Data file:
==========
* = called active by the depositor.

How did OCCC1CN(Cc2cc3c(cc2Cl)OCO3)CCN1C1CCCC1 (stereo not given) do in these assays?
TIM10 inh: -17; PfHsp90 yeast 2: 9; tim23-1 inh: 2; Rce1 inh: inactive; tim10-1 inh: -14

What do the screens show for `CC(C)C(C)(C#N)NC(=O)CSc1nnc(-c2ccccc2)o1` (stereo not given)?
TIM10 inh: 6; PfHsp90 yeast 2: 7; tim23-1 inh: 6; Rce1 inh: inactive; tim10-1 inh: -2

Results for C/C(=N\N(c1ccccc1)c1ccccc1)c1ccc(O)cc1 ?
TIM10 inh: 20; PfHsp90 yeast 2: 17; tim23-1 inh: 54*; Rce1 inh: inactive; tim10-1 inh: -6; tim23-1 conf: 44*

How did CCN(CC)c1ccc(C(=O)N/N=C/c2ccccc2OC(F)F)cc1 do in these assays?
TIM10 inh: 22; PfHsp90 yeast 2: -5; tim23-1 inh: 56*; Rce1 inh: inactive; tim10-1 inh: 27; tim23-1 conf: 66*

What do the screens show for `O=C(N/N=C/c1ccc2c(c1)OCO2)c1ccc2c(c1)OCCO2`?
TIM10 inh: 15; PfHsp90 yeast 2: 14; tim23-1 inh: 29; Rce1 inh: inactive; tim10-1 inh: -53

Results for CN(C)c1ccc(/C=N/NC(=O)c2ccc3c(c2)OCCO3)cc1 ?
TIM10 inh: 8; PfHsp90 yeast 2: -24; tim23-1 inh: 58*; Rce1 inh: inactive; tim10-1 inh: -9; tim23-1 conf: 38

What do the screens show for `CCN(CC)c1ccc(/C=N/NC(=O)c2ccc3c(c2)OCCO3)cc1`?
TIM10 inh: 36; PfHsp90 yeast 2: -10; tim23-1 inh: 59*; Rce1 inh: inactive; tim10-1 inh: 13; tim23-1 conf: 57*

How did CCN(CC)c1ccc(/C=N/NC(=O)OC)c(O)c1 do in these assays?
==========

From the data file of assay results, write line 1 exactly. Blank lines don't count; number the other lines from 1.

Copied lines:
* = called active by the depositor.